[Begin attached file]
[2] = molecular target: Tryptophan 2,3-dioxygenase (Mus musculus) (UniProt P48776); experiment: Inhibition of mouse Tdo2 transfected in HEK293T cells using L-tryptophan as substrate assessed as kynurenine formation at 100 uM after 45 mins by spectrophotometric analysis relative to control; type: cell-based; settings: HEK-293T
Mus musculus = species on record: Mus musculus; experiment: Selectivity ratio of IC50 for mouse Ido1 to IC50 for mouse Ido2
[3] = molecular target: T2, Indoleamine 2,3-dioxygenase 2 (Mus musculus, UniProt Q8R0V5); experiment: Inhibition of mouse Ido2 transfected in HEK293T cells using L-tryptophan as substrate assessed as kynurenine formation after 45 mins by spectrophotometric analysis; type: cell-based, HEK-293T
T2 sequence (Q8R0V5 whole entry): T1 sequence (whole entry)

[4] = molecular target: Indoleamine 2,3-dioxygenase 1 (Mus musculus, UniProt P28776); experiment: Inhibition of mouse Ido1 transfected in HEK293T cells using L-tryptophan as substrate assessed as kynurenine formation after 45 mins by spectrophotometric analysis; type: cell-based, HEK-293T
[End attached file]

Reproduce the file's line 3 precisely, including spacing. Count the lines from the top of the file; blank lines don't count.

[3] = molecular target: T2, Indoleamine 2,3-dioxygenase 2 (Mus musculus, UniProt Q8R0V5); experiment: Inhibition of mouse Ido2 transfected in HEK293T cells using L-tryptophan as substrate assessed as kynurenine formation after 45 mins by spectrophotometric analysis; type: cell-based, HEK-293T